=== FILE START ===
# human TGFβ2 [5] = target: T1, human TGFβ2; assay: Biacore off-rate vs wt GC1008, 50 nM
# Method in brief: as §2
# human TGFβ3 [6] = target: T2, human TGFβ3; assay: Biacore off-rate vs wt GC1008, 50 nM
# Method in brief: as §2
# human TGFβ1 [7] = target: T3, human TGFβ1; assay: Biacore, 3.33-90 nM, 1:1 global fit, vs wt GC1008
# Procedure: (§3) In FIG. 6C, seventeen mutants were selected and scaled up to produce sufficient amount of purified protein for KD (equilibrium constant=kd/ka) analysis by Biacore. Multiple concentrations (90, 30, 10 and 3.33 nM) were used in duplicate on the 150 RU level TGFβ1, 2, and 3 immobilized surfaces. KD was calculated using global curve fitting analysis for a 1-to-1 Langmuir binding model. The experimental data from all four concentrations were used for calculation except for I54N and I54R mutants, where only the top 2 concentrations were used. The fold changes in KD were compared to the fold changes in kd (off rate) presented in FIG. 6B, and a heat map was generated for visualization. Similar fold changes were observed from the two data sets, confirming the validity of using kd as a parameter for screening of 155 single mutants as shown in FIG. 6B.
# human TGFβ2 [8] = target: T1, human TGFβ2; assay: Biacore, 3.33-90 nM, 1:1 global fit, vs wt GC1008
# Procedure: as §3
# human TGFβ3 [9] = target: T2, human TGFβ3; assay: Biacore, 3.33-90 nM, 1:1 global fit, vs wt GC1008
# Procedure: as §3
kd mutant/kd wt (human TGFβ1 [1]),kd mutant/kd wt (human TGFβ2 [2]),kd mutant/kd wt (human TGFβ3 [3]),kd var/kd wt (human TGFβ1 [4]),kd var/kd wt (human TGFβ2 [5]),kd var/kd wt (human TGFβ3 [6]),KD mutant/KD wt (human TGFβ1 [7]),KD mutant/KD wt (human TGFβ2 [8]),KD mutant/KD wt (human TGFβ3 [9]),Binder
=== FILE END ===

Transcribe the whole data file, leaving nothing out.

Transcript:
# human TGFβ2 [5] = target: T1, human TGFβ2; assay: Biacore off-rate vs wt GC1008, 50 nM
# Method in brief: as §2
# human TGFβ3 [6] = target: T2, human TGFβ3; assay: Biacore off-rate vs wt GC1008, 50 nM
# Method in brief: as §2
# human TGFβ1 [7] = target: T3, human TGFβ1; assay: Biacore, 3.33-90 nM, 1:1 global fit, vs wt GC1008
# Procedure: (§3) In FIG. 6C, seventeen mutants were selected and scaled up to produce sufficient amount of purified protein for KD (equilibrium constant=kd/ka) analysis by Biacore. Multiple concentrations (90, 30, 10 and 3.33 nM) were used in duplicate on the 150 RU level TGFβ1, 2, and 3 immobilized surfaces. KD was calculated using global curve fitting analysis for a 1-to-1 Langmuir binding model. The experimental data from all four concentrations were used for calculation except for I54N and I54R mutants, where only the top 2 concentrations were used. The fold changes in KD were compared to the fold changes in kd (off rate) presented in FIG. 6B, and a heat map was generated for visualization. Similar fold changes were observed from the two data sets, confirming the validity of using kd as a parameter for screening of 155 single mutants as shown in FIG. 6B.
# human TGFβ2 [8] = target: T1, human TGFβ2; assay: Biacore, 3.33-90 nM, 1:1 global fit, vs wt GC1008
# Procedure: as §3
# human TGFβ3 [9] = target: T2, human TGFβ3; assay: Biacore, 3.33-90 nM, 1:1 global fit, vs wt GC1008
# Procedure: as §3
kd mutant/kd wt (human TGFβ1 [1]),kd mutant/kd wt (human TGFβ2 [2]),kd mutant/kd wt (human TGFβ3 [3]),kd var/kd wt (human TGFβ1 [4]),kd var/kd wt (human TGFβ2 [5]),kd var/kd wt (human TGFβ3 [6]),KD mutant/KD wt (human TGFβ1 [7]),KD mutant/KD wt (human TGFβ2 [8]),KD mutant/KD wt (human TGFβ3 [9]),Binder